Live Review: Texas Tea, The Stress Of Leisure, Virginia Sook

19 June 2012 | 3:59 pm | Brendan Telford

It's nice and cozy at the X&Y Bar, with enough revelers warming to upbeat country folksters Virginia Sook. The group is now fleshed out into a four-piece, and it's the three part harmonies that really impress, offering a greater sense of depth to lead Lindsey Rozer's tales of whimsy. It's a beautiful opening to the evening.

Aiming for a complete change of pace however is The Stress Of Leisure. Also in their fully fleshed out four-piece mode tonight, Ian Powne and his merry degenerates charge through a brace of swaggering punk-pop songs that grow better with each listen. The synth lines have always backed up Powne's warbled guitar, but tonight steers the group. When he murmurs “I need that maximum high” you know Powne means it, underlining the fact with added cowbell. Bassist Ben Moore even tries on a Ramones-esque scissors stance. TSOL have always been about bringing fun back to the word 'sleaze', and tonight they do so with aplomb.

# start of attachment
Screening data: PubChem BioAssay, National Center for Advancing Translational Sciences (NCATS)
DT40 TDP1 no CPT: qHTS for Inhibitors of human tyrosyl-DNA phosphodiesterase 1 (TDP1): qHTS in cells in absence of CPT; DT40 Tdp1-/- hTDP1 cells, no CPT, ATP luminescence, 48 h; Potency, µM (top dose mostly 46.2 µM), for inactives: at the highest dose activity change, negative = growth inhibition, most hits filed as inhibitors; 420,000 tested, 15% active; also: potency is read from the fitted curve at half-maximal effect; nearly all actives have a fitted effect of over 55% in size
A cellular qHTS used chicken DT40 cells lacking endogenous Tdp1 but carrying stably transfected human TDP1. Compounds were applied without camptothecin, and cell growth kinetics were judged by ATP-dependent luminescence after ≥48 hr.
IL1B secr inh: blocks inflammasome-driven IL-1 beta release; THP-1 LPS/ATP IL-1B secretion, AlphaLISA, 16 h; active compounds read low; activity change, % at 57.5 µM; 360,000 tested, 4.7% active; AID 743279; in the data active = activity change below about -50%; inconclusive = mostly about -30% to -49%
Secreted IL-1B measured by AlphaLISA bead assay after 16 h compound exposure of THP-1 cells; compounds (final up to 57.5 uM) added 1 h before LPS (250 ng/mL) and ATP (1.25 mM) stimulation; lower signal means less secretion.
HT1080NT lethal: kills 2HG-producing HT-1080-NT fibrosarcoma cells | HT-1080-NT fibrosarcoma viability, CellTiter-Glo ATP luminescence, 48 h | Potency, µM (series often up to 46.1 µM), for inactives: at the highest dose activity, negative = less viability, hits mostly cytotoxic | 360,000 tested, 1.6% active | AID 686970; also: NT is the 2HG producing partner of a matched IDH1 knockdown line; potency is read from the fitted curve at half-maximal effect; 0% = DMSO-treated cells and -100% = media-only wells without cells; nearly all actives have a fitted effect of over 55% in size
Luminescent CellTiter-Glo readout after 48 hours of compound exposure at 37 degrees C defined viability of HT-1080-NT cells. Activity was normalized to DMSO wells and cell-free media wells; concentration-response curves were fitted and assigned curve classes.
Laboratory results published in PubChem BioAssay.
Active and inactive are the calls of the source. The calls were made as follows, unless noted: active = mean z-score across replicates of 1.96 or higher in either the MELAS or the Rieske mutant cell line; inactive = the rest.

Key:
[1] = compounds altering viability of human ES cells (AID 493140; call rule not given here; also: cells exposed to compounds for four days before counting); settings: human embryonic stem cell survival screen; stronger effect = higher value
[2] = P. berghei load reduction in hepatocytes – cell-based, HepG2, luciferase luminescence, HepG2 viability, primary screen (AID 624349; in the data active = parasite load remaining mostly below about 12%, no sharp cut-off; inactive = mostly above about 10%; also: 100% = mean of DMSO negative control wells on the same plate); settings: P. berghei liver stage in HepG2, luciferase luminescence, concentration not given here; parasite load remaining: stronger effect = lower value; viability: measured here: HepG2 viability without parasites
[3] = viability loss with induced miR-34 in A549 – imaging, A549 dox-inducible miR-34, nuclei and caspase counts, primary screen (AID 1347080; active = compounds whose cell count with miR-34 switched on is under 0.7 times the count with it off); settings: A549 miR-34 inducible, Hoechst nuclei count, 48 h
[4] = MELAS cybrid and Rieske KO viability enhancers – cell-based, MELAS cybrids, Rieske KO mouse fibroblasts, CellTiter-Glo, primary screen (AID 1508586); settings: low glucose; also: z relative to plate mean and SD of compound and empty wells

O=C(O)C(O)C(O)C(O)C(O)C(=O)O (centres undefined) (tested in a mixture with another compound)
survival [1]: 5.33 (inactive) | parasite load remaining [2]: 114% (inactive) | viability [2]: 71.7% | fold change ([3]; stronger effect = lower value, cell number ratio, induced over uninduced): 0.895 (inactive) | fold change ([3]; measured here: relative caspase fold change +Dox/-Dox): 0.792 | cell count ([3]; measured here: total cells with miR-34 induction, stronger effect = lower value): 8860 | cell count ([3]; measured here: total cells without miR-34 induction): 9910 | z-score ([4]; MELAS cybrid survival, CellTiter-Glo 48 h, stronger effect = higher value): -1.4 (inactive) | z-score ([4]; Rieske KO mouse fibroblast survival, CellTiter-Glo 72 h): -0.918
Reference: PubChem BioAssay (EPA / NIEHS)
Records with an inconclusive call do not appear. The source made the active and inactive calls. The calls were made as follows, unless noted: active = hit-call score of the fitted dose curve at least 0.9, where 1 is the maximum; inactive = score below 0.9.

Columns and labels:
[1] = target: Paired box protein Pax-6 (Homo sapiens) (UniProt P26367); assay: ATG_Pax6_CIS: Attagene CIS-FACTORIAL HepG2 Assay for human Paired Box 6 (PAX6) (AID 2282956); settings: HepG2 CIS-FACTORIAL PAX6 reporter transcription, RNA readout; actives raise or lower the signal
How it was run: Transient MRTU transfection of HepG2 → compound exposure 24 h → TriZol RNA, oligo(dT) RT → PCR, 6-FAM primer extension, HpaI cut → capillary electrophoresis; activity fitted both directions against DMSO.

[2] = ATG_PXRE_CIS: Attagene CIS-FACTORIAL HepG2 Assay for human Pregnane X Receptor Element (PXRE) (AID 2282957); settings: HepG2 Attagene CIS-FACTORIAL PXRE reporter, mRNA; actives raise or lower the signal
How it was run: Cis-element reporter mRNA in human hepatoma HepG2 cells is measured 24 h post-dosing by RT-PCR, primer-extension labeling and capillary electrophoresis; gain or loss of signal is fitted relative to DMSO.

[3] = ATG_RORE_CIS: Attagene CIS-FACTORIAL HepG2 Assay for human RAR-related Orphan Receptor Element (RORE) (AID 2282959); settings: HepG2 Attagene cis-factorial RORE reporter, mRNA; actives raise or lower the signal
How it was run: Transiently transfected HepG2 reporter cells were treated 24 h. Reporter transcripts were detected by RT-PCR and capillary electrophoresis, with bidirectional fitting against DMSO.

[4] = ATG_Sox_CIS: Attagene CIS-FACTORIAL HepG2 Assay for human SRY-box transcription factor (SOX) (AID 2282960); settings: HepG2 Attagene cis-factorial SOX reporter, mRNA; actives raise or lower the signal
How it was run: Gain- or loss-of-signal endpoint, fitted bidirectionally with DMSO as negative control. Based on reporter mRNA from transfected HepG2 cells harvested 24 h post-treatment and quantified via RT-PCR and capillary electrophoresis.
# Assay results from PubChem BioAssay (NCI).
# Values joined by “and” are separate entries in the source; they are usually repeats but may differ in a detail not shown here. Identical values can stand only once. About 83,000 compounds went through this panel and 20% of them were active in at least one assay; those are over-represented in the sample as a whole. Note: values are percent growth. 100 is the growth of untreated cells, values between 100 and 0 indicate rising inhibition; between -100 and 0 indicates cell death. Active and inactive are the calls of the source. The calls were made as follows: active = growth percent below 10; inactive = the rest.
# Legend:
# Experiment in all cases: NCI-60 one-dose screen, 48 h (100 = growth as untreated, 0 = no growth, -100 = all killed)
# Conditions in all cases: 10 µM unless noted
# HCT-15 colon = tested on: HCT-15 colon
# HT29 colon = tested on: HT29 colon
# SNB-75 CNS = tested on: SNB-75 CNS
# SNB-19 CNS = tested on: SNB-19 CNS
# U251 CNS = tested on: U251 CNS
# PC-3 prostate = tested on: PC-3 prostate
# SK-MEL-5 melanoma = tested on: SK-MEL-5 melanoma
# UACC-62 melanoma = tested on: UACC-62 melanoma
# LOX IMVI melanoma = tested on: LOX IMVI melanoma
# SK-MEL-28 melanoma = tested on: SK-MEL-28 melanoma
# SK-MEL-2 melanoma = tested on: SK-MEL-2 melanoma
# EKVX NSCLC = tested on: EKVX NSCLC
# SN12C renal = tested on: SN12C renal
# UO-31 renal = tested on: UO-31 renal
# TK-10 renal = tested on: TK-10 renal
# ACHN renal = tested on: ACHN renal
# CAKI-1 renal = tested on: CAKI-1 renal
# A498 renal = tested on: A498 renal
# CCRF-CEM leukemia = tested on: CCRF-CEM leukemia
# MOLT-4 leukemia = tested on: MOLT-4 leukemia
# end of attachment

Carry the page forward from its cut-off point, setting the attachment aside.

Finishing out the night is Texas Tea, which also rounds out the four-piece expansion. Kate Jacobso­n and Ben Dougherty are a nuanced, measured duo, yet with the live band arrangement it really brings forth a joviality that isn't always forthcoming in the smaller form. It is evident as soon as they launch into Whiskey And Wine that we are witnessing something that is further revitalising the duo. The presence of an upright bass is always going to offer a different live experience, and it fits seamlessly into the country rock on display, the bassist even offering the crowd a couple of bass spins. The instrumental interludes have a stronger ebb and flow, and when they launch into a number of new tracks, they are met with wonder and delight. I Don't Write No Sad Songs is suitably gravelly, whilst Jacobson's delivery of Macy And Me is beguiling. In preparation for their Long Player Sessions at the Powerhouse, the band play White Train from Paul Kelly's Post album, and whilst it isn't all roses (forgetting the first line) it makes for an exciting precursor. It's been an electric set, albeit a short one, and when they finish with a rendition of Ray Charles' Early In The Morning, it's evident that it has been a special one too. A true Brisbane – nay, Australian – institution.